Robotic Future of Hospitals; Pandemic Prevention and Bio-Terrorist Attack
There is a huge concern in the medical industry that if a biological weapon were released that those sick might come to the hospitals in such large numbers that before you realized an attack had occurred everyone in every nearby hospital would also be infected. Then of course the hospital itself would be rendered useless and all those already in the hospital no matter what the reason would literally condemned. The biggest issue with this is that those places we have available to help our populations stay well would be immediately and totally useless. For some background on the World Think Tank discussion and on-going subject of bio-terrorism control and isolation, please see this page:
One of our Think Tank Members considering this and having worked in the medical field almost three decades and understanding the very fast moving technologies and innovation in robotics had contemplated the use of robotics in the event of a bio-terrorist act. Today modern hospitals have all kinds of robotic type technologies and are very leading edge with their devices. These state of the art devices make hospital robotics even more possible. Swift in Montana writes in this solution during our online discussion of robotic advances:
"One of the best places for them to work would be in hospitals that have infectious disease floors where communicable diseases are treated. They would be able to administer medications, check on the vitals of the patients, IV flow rates etc. without anyone risking their own health. Should there be a flu pandemic this would really help to keep the numbers down as would having robots to keep the area sterilized and as germ free as possible. Sensors could be built into them to determine when there was a certain level of particulates in the air for those with contagious lung issues and a robot could move around and clean the viruses from the air."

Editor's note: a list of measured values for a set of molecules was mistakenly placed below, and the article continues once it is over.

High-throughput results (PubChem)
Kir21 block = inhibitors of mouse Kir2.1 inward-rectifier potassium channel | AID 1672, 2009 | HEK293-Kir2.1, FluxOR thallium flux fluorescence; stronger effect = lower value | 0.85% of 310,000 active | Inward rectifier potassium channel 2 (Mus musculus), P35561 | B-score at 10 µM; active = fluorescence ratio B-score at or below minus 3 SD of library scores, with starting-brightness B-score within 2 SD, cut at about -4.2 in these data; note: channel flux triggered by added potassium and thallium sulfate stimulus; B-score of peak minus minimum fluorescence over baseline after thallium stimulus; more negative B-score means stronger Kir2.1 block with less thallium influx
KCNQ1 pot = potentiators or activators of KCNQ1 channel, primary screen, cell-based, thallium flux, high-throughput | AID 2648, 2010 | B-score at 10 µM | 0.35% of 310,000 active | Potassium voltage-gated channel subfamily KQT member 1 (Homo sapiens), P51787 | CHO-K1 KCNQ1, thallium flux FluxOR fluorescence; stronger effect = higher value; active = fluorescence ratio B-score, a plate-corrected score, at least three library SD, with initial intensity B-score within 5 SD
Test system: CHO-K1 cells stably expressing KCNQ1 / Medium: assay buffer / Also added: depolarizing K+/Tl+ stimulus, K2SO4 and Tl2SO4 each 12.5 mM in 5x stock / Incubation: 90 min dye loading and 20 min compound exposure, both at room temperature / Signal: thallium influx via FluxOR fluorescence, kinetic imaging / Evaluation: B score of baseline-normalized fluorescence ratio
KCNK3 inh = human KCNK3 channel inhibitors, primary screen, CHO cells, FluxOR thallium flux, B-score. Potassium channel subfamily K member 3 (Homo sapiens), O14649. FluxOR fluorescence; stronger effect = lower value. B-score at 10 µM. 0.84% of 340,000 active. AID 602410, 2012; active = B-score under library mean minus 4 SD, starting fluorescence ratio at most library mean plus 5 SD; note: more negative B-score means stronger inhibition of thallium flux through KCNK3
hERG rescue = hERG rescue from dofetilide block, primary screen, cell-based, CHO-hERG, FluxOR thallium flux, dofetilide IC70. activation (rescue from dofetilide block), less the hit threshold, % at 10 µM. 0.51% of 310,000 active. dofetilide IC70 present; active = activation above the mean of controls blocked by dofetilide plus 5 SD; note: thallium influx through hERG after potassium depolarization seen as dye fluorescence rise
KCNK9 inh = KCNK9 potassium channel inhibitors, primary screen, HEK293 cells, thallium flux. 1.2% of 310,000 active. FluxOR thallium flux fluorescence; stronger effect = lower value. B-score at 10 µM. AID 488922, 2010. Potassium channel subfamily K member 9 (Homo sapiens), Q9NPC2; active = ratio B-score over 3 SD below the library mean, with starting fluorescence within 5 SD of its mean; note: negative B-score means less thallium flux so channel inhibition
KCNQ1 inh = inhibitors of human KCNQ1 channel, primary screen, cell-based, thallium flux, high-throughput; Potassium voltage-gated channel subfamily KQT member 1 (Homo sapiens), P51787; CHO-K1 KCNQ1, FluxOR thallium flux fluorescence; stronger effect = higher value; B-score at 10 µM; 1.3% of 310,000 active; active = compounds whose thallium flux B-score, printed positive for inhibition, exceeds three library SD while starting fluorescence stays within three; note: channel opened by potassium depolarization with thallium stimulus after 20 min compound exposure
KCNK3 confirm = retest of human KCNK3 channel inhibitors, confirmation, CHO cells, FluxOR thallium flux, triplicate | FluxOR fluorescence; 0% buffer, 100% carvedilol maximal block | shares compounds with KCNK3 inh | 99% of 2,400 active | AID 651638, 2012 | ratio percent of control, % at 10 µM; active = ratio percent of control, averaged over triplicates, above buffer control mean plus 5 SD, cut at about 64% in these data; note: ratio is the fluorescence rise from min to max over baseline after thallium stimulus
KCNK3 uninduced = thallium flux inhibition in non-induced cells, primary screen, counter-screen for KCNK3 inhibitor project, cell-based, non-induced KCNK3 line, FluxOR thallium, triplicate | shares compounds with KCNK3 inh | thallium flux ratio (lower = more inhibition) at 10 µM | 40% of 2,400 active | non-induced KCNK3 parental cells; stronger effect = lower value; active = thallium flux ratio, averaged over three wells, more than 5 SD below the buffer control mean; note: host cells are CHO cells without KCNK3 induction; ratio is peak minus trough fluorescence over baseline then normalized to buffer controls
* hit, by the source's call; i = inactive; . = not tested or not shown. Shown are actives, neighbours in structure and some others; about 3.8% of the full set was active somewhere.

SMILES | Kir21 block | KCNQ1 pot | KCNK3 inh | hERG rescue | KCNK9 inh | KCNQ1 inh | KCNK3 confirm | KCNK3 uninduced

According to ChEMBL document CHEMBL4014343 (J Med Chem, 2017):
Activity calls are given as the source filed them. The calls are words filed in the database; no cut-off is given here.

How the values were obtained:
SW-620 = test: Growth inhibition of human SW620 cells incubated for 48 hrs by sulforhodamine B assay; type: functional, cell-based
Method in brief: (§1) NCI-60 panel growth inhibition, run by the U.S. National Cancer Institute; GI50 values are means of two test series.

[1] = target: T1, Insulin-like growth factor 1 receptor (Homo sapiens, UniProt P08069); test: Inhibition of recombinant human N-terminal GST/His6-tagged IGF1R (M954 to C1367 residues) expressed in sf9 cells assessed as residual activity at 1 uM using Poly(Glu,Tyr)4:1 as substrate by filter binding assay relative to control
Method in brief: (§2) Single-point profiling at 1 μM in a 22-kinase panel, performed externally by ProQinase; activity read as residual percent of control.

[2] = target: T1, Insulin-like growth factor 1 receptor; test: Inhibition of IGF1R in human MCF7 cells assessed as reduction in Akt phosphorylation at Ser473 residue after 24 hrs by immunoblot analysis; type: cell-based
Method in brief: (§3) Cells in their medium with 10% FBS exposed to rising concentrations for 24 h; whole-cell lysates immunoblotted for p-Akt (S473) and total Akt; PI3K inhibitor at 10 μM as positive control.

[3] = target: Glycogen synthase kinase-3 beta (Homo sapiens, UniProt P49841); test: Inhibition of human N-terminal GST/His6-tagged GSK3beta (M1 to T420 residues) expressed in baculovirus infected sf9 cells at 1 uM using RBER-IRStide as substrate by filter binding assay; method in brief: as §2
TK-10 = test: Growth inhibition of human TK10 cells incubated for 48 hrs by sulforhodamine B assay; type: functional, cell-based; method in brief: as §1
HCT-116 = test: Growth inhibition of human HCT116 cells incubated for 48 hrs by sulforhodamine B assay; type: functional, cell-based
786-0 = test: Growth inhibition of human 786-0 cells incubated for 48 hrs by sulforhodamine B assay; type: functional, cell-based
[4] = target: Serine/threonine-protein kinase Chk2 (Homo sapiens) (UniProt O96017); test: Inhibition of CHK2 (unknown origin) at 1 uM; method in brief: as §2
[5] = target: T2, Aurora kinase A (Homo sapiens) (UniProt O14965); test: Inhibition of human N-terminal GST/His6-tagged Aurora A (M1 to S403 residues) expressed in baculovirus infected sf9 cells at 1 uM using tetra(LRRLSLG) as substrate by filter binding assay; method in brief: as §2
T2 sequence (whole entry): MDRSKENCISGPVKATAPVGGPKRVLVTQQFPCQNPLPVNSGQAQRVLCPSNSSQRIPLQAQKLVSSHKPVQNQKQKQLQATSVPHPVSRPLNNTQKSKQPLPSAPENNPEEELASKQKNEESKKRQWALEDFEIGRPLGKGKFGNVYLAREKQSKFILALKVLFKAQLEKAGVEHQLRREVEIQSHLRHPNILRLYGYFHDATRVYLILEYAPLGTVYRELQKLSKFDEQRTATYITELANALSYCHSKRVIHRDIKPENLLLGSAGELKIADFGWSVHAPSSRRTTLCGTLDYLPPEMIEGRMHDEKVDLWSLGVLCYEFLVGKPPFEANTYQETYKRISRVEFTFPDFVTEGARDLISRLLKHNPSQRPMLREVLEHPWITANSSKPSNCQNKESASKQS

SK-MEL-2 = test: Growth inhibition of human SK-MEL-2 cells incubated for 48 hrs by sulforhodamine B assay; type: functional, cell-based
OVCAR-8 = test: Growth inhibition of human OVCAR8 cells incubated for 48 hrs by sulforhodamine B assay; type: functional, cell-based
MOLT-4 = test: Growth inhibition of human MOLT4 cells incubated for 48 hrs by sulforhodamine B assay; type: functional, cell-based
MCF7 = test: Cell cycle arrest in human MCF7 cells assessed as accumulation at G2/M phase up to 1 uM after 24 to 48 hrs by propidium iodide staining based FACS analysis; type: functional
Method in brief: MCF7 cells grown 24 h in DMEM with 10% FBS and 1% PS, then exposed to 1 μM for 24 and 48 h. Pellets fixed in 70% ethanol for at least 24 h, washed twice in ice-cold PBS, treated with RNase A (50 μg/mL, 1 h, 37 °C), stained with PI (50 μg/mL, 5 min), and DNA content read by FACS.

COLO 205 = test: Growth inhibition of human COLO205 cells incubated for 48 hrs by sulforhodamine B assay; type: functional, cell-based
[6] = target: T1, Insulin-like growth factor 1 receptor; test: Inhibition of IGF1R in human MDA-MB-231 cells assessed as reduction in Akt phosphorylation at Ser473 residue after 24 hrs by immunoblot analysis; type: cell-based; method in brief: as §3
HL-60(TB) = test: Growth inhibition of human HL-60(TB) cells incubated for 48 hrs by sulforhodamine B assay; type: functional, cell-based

When further discussion of tele-robotics came up as one of the incredible advances of robotics in medicine and what that technology has meant for NASA applications in repairs of Hubble Telescope, Satellites, ISS or pre-flighting the Shuttle for safe return it was determined that such technology could also be used in hospitals for outbreaks when operations and surgery were to be done. Since no person would risk infection, while we learned what the problem was and how to cope with it. For instance a bio-situation or bio-terrorist attack in the middle east somewhere could be diagnosed, isolated and prevented from spreading while our CDC here and other scientists around the world tuned into the procedure, thus using the brains of many to solve the now isolated bio threat from afar. Swift from Montana further discusses other possible issues with bio-terrorism, namely that if the bio-terrorist see that their attack is not working they might seek to do further acts of International Terror and has these comments to offer:
"Perhaps the issue of doing surgery in another country would not mean that the physician would actually have to travel there. He could operate the controls, while a staff from that country assisted in the procedure thus eliminating the possibility of being kidnapped or tortured for humanitarian efforts. Maybe the residents of the country would look at what they were doing if the only entities that would come anywhere near them were machines. If a machine was captured, it could blow everyone up and eliminate several problems at one time. Robots would certain be effective in teaching people many skills that they might not have the opportunity to learn. The most successful programs in Third World Countries have always been those that teach the citizens how to do something that will take care of their own-'the teach a person to fish principle'. The most basic surgeries could easily be handled in sterile, relatively primitive situations. Medications to control infection and pain would be all that was needed afterwards. Lasers could be built in so that scalpels would not always need to be used. Thus keltoid scars that often don't heal well on darker skins could be minimized."
Computer modeling shows that if you can quickly diagnose and then isolate a situation such as an outbreak in those first crucial hours, then what could have turned into a pandemic turns into a controllable and conquerable problem.